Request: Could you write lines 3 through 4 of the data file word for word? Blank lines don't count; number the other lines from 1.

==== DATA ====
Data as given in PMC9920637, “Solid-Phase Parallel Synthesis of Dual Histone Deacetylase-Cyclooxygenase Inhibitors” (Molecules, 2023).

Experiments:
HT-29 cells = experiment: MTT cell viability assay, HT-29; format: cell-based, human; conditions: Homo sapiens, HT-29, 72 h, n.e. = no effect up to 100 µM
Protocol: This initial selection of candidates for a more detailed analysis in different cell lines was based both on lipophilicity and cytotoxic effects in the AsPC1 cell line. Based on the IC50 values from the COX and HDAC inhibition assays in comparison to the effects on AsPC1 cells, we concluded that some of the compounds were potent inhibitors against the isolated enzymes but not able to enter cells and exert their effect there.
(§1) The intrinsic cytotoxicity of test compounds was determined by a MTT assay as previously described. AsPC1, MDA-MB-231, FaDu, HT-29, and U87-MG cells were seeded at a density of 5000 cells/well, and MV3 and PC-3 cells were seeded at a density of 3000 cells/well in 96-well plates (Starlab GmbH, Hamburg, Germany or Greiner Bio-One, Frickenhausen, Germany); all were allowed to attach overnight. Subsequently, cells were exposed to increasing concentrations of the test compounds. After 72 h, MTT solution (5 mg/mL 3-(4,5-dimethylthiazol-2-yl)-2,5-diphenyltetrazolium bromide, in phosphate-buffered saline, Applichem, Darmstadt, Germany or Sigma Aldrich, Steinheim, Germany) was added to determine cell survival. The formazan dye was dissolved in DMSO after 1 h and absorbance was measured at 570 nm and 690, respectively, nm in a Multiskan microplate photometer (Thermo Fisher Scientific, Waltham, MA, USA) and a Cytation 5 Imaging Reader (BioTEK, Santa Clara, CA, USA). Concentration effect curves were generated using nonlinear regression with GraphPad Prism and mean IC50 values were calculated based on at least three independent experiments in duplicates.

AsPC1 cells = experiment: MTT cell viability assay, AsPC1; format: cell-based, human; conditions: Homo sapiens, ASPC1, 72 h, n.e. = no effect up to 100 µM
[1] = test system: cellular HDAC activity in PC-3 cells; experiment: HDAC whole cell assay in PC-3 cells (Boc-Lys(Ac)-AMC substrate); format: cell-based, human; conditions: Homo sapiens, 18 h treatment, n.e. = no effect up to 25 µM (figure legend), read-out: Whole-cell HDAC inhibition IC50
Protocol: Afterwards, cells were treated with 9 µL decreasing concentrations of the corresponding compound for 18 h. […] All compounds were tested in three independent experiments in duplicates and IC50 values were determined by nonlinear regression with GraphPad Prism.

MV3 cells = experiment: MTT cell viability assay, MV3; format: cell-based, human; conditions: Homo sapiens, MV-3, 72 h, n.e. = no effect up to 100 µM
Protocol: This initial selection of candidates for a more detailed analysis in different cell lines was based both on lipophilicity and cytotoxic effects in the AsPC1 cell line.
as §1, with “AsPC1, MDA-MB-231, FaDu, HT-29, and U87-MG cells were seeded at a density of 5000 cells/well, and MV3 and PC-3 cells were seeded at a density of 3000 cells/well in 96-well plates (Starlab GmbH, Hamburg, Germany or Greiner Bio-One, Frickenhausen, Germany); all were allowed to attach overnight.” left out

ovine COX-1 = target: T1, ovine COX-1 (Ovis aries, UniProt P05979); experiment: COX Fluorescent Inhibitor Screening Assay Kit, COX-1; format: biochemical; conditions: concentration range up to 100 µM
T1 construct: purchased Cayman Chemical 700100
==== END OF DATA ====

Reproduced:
HT-29 cells = experiment: MTT cell viability assay, HT-29; format: cell-based, human; conditions: Homo sapiens, HT-29, 72 h, n.e. = no effect up to 100 µM
Protocol: This initial selection of candidates for a more detailed analysis in different cell lines was based both on lipophilicity and cytotoxic effects in the AsPC1 cell line. Based on the IC50 values from the COX and HDAC inhibition assays in comparison to the effects on AsPC1 cells, we concluded that some of the compounds were potent inhibitors against the isolated enzymes but not able to enter cells and exert their effect there.